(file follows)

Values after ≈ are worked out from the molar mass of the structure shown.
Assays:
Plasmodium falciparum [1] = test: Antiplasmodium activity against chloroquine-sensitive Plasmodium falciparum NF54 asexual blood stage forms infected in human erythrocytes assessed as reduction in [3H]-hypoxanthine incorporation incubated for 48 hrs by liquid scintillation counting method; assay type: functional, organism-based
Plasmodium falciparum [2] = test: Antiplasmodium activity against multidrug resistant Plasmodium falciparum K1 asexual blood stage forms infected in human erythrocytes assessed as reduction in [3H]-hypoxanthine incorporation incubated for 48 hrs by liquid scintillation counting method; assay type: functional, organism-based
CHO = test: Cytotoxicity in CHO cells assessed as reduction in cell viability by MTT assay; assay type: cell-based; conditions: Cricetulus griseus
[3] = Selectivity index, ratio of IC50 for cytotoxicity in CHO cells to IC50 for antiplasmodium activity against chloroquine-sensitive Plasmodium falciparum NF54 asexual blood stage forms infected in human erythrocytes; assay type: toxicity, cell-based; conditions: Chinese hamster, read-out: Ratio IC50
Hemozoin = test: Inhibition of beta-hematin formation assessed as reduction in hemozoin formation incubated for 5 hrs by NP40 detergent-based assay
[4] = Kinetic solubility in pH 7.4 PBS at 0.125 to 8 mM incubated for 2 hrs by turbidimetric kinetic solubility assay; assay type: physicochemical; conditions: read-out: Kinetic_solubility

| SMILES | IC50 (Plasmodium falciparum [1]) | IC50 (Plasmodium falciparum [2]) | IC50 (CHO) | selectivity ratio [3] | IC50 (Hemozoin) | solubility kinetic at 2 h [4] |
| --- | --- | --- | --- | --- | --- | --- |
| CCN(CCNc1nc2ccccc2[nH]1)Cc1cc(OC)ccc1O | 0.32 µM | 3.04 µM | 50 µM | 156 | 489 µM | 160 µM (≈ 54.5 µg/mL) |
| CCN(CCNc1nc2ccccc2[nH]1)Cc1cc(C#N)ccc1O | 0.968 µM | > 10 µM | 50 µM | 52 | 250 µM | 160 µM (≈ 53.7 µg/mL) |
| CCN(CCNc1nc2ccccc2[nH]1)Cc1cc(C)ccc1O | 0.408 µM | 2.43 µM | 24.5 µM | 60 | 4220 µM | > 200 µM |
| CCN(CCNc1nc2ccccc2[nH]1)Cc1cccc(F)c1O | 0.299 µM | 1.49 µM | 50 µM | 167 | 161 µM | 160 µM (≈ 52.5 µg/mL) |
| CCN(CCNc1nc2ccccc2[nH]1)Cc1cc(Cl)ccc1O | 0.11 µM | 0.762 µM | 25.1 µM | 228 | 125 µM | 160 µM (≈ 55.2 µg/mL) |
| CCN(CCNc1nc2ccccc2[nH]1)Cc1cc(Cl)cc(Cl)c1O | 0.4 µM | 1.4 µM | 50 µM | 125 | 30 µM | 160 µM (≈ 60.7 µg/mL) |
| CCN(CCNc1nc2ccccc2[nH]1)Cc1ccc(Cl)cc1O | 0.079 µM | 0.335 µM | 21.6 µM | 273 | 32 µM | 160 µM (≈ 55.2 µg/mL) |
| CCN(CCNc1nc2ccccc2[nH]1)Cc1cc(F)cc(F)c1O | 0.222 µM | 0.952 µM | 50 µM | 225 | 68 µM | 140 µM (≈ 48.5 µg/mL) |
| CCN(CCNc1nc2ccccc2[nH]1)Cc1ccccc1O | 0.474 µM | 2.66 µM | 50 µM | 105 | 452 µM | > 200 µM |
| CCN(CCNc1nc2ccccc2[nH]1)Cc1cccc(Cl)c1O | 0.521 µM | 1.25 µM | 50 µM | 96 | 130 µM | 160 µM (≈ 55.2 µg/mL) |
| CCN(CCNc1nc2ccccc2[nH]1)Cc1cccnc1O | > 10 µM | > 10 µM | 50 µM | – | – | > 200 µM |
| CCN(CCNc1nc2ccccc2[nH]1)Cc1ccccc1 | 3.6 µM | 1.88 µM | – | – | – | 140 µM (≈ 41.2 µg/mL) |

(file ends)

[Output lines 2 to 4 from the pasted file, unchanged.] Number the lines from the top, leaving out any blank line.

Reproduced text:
Assays:
Plasmodium falciparum [1] = test: Antiplasmodium activity against chloroquine-sensitive Plasmodium falciparum NF54 asexual blood stage forms infected in human erythrocytes assessed as reduction in [3H]-hypoxanthine incorporation incubated for 48 hrs by liquid scintillation counting method; assay type: functional, organism-based
Plasmodium falciparum [2] = test: Antiplasmodium activity against multidrug resistant Plasmodium falciparum K1 asexual blood stage forms infected in human erythrocytes assessed as reduction in [3H]-hypoxanthine incorporation incubated for 48 hrs by liquid scintillation counting method; assay type: functional, organism-based